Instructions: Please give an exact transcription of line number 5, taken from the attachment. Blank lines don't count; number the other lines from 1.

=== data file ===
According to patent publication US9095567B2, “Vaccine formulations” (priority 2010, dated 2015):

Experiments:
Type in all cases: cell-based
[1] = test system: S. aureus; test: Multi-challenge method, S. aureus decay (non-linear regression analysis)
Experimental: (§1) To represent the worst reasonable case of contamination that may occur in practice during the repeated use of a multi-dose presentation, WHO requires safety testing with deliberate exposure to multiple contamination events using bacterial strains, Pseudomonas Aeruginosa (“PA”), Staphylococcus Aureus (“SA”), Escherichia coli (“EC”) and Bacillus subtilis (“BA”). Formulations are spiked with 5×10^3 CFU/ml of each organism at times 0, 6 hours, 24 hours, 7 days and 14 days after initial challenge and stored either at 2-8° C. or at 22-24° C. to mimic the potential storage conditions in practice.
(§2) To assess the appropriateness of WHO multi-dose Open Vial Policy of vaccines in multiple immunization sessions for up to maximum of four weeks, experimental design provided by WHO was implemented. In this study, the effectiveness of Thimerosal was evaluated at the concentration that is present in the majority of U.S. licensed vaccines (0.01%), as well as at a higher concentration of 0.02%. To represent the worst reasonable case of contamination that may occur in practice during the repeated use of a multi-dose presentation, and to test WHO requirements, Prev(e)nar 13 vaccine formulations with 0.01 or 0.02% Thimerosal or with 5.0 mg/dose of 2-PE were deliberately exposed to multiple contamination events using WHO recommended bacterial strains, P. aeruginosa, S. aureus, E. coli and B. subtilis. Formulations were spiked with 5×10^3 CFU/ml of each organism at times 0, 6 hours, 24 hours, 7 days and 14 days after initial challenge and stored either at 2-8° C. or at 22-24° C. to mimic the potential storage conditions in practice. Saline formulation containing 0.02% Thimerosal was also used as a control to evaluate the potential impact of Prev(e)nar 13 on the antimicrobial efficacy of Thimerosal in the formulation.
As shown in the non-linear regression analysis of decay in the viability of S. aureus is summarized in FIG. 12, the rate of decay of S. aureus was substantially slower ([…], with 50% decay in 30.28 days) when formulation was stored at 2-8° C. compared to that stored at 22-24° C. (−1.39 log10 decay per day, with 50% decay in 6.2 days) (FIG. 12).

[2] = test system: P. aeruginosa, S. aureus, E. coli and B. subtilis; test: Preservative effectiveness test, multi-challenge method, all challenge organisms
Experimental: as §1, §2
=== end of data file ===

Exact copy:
Experimental: (§1) To represent the worst reasonable case of contamination that may occur in practice during the repeated use of a multi-dose presentation, WHO requires safety testing with deliberate exposure to multiple contamination events using bacterial strains, Pseudomonas Aeruginosa (“PA”), Staphylococcus Aureus (“SA”), Escherichia coli (“EC”) and Bacillus subtilis (“BA”). Formulations are spiked with 5×10^3 CFU/ml of each organism at times 0, 6 hours, 24 hours, 7 days and 14 days after initial challenge and stored either at 2-8° C. or at 22-24° C. to mimic the potential storage conditions in practice.